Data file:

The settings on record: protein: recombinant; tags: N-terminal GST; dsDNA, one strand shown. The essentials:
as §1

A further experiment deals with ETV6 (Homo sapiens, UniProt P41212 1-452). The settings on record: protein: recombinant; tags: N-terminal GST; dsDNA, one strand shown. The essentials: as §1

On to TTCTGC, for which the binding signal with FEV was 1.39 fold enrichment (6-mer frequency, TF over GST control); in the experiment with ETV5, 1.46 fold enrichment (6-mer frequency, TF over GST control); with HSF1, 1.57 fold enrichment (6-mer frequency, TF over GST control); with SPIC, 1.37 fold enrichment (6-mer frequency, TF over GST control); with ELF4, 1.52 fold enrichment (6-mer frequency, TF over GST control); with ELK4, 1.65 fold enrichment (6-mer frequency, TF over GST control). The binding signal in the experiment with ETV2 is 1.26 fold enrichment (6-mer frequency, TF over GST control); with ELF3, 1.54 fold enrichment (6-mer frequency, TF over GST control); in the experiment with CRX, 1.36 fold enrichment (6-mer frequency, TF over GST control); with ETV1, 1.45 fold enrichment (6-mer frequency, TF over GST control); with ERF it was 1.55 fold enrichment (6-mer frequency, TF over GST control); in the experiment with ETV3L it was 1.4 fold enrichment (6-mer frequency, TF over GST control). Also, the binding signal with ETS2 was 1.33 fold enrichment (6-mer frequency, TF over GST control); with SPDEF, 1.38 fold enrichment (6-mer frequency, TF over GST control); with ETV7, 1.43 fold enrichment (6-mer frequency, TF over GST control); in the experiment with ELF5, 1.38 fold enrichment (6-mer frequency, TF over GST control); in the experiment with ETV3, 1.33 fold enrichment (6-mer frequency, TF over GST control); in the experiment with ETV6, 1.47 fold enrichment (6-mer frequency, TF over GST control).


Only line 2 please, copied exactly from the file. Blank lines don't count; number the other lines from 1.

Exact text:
as §1